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Modern Britain

Gallery: Churches of Warwickshire

by Peter Kessler & Aidan MacRae Thomson, 18 April 2010

 

 

South Warwickshire Part 2: Churches of Wolverton, Langley & Claverdon

St Mary the Virgin

St Mary the Virgin, Wolverton, is on the eastern side of the Wolverton Road in this hamlet near Claverdon, which was known as Wolverdington until the middle of the nineteenth century. The church existed by the thirteenth century and may have been Norman in its earliest incarnation. Following the Dissolution, the advowson was removed from St Mary's, Warwick, and given to the local manor, before being presented to the Church of England in 1754.

St Mary the Virgin

Inside the church, there are broken joints in the masonry where the nave joins the chapel. The nave was built in the second half of the thirteenth century and the chancel was added or lengthened early in the fourteenth century. Some remodelling took place at the west end, probably late in the fourteenth century, to support the bell turret or an earlier bellcote. The two bells are apparently inaccessible; the original has no inscription, the second is by T Rudhall, 1771.

St Mary the Virgin

St Mary the Virgin, Langley, is on the eastern side of Ford Lane, opposite a minor lane. Langley is more a scattered group of houses than a village. It falls within the parish of Claverdon, to the north, while its church is a tiny brick-built Victorian building comprising a short nave with a three-sided apse, or chancel. Until it opened, Langley's parishioners had to travel to Claverdon. It was only in 1925 that the parish of Wolverton, which includes Langley, was created.

St Mary the Virgin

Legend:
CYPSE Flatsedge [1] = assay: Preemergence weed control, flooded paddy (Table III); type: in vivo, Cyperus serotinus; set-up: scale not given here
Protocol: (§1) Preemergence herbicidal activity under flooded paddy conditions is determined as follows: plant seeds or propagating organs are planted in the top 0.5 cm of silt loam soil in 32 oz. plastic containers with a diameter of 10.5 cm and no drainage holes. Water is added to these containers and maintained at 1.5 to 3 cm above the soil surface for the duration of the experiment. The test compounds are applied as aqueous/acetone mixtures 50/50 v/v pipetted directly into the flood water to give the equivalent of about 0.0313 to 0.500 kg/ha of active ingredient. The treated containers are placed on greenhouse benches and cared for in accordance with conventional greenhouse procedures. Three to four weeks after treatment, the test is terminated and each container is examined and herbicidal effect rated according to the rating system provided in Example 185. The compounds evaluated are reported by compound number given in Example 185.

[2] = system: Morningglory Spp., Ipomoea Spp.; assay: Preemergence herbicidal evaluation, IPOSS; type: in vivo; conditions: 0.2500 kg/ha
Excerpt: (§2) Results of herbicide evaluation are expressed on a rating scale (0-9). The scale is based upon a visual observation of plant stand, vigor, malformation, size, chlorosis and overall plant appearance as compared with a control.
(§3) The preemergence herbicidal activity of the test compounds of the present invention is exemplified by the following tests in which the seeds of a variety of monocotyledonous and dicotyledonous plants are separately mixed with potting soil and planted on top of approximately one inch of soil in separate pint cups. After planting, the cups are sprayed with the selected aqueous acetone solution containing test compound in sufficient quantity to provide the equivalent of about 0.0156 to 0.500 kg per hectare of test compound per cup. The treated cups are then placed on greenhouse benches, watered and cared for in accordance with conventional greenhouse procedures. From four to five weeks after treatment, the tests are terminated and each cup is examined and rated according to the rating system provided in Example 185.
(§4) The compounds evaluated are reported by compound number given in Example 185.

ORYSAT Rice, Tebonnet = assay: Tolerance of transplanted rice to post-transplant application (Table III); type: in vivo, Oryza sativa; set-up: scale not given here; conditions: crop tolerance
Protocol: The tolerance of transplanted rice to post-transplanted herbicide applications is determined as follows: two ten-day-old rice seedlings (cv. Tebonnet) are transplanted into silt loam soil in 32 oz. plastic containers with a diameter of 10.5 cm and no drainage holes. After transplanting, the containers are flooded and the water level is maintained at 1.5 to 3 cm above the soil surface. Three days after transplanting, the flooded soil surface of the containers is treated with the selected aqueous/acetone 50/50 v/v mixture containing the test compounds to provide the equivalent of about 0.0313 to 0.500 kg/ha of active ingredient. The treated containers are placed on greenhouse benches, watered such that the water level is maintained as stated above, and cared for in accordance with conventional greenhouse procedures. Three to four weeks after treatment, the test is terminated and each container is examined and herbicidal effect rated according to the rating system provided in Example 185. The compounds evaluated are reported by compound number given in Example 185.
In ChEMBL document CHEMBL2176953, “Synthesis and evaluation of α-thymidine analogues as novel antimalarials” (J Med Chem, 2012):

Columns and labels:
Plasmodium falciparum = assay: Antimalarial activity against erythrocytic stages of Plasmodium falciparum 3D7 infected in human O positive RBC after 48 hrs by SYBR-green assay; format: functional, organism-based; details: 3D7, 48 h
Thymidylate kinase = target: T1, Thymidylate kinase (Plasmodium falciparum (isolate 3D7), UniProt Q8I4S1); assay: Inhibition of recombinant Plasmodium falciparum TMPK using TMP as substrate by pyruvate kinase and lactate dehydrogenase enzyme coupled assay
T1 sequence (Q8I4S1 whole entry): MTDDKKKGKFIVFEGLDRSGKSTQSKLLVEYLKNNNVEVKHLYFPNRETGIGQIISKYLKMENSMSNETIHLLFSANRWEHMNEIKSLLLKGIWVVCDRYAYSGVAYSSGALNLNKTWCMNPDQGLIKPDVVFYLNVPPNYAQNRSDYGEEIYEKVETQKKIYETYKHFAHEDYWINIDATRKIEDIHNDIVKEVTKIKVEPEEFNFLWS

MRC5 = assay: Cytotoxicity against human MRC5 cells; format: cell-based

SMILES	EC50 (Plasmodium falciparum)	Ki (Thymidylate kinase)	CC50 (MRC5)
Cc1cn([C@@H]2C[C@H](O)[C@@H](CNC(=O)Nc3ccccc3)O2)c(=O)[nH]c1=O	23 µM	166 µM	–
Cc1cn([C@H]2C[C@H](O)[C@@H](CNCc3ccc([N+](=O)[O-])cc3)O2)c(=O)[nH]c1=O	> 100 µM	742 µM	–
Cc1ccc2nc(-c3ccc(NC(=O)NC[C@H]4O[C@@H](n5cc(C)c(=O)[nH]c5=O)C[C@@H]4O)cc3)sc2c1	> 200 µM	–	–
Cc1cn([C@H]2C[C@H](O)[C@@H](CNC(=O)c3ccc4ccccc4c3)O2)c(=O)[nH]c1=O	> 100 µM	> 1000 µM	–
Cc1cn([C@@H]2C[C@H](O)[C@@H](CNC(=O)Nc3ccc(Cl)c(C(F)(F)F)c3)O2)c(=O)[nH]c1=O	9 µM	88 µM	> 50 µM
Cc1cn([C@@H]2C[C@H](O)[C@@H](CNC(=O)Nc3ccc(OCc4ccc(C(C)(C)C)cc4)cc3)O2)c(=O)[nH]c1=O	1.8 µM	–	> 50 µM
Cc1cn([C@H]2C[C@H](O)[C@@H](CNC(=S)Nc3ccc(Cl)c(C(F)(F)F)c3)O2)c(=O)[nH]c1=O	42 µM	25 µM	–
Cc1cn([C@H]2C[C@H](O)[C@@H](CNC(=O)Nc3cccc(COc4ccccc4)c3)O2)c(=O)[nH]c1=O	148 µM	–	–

The parish initially fell under Richard of Hatton until about 1150, when it was gifted to the Abbey of St Florent, Samur, and its cell, the Priory of Monmouth. The interior of St Mary's shows the contrasting colours and surfaces of the different elements of the simple interior. All the windows are glazed with geometric patterns in tinted textured glass, excepting one very striking stained glass window on the south side which was produced by by Birmingham School of Art.

St Michael & All Angels

St Michael & All Angels, Claverdon, is between Church Road and St Michael's Road on the eastern side of the village. Much of the early church building dates to the fourteenth century, but a church has been here since at least 1208. By the middle of the thirteenth century the advowson had fallen come into the hands of the archdeacon of Worcester, and it has remained so ever since. The striking tower was added in the fifteenth century, standing prominently on its escarpment.

St Michael & All Angels

The tower was built of large ashlar masonry externally and of squared rubble or rough ashlar inside. The remainder of the church is mainly a nineteenth century rebuild (in fact two rebuilds were undertaken in the same century), which incorporated some older features. The south aisle was added in 1830, and in 1877-1878 the north aisle was added and the nave was rebuilt, along with various other work. The tower was restored in 1930, and contains a ring of six bells.

All photos on this page contributed by Aidan McRae Thomson.

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